The process of European integration that resulted in the European Union (EU) is often perceived as a ‘peace project’. The European Coal and Steel Community (ECSC), for example, meant to regulate under one central authority the production of two resources that are essential for warfare. As Robert Schuman claimed, the ECSC would ‘make war not only unthinkable but materially impossible’. In 2012, the Nobel Committee awarded the Nobel Peace Prize to the EU, arguing that the integration of Central and Eastern Europe into the EU after the end of the Cold War contributed to peace on the continent, while the prospects for EU membership strengthened reconciliation in the Balkans. However, regarding European integration as only a ‘peace project’ would be too one dimensional. The process of European integration was initiated during the Cold War also to make Europe less vulnerable to the perceived soviet threat, while from a Russian perspective EU enlargement to the East is now often seen in terms of power politics.
Over recent years the EU has faced a variety of challenges ranging from the financial and migration crises to the Brexit. The global political environment has become more hostile towards the EU, not only internally because of the rise of populist or nationalist parties, but also because of the deteriorated relationship with Russia, and under the Trump administration with the US. Moreover,
according to EU institutions the democratic values and rule of law in countries such as Hungary and Poland are under threat.

Scenarios and their aim

The uncertainty about the future direction of the EU raises many questions about what the EU as a ‘peace project’ will look like in 2040 and what that will mean for Europe in that year: whether ΕU enlargement will continue or not?; whether there will be further deepening of EU integration or not?; whether more nationalist or populist tendencies will take over in Europe or not?, perhaps even whether the EU will still exist or not?; and so on. And what will the answer to all those questions mean for Europe as a whole?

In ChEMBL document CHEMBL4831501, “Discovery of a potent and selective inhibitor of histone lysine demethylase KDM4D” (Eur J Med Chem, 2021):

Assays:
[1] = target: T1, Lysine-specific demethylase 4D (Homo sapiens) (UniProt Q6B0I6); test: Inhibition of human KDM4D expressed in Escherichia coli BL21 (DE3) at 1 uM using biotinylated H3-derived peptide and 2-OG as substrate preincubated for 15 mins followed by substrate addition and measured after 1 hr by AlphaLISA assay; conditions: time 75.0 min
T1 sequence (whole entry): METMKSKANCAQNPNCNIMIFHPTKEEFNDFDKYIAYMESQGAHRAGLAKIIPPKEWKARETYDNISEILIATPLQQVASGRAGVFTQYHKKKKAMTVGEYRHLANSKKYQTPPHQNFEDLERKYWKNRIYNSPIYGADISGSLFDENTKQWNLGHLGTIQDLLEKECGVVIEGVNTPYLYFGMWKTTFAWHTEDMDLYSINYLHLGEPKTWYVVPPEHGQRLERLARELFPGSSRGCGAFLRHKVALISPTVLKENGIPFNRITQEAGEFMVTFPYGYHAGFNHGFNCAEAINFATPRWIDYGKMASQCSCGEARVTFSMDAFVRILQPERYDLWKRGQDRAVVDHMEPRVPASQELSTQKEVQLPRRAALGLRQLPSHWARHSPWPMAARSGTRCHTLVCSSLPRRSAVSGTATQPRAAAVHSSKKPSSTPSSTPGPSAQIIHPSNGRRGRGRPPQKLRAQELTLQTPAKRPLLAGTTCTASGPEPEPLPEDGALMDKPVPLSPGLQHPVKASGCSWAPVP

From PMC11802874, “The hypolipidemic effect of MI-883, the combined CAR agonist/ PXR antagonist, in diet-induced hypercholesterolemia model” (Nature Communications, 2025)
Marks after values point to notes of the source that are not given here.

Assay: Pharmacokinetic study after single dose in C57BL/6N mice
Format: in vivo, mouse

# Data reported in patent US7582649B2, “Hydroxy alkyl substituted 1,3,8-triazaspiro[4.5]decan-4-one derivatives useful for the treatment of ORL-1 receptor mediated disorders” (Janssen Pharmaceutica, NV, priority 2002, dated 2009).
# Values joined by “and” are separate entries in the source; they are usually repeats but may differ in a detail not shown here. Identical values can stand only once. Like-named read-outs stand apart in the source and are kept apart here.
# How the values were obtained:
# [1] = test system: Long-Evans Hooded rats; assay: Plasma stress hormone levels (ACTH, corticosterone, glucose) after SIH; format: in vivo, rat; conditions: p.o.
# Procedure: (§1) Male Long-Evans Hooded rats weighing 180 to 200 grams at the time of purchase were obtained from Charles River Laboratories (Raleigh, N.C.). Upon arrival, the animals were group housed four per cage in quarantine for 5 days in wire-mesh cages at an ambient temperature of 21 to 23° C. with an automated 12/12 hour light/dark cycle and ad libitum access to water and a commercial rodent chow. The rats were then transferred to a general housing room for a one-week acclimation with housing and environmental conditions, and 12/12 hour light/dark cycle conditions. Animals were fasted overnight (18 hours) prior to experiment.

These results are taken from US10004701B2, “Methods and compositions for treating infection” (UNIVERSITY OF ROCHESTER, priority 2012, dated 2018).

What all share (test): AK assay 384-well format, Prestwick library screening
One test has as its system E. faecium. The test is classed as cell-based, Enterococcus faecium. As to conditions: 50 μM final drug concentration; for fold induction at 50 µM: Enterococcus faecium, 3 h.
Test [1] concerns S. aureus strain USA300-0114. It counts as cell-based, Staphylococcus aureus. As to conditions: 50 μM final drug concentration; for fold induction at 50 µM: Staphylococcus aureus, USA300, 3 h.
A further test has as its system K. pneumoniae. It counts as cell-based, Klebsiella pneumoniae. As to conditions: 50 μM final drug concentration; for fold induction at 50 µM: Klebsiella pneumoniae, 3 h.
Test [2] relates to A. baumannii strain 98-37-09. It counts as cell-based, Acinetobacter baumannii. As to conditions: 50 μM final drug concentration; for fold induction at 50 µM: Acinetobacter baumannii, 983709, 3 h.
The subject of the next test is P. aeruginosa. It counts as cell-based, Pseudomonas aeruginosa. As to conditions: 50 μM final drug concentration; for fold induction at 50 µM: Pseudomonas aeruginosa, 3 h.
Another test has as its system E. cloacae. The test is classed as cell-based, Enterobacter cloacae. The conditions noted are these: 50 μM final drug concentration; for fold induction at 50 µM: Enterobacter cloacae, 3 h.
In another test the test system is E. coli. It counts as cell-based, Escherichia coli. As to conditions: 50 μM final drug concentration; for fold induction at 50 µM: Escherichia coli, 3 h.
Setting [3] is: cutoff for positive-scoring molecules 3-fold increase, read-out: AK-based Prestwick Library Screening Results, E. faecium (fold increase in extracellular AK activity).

The resulting scenarios report will be used to raise awareness and stimulate discussion in the Netherlands, and elsewhere in Europe, in the months prior to the elections for European Parliament, to be held in May 2019. The project aims to target citizens and organisations in the Netherlands, as well as in other EU member states and Western Balkans and Ukraine who are interested in the future of Europe seen through a peace lens.

Methods and planning

The scenarios will be built on the basis of scenario workshops, interviews and literature and document research. In total three two-day scenario workshops will be organized with each approximately 20 to maximum 24 participants. The background of the participants in these meetings is varied, civil society, academic, government/EU institutions, but also geographically spread.
The first meeting will be held November 22 and 23, 2018 in Utrecht (the Netherlands), and aims to develop the framework and skeletons of the scenarios. Participants in this meeting will mostly originate from EU member states. On the basis of the input of this first scenario workshop short outlines of the scenarios will be developed.
Two follow-up workshops will be organized in December 2018 to further develop the scenarios focusing on the developments in the Western Balkans (countries on the way to EU membership) and in Ukraine (with participants from particularly the eastern neighbourhood).
The scenarios report will be launched end of February, early March 2019 and presented and discussed at public events on the future of Europe as a ‘peace project’ throughout March 2019.


This scenario exercise and related activities are the initiative of PAX, a Netherlands-based peace
organisation with a very long history in peace work in Europe as well as in among others the Middle
East, Sub-Sahara Africa and Colombia. See or contact us for
more information on our work and this project:
Ms. Medina Sharapova – Team assistant of Europe team, [email protected]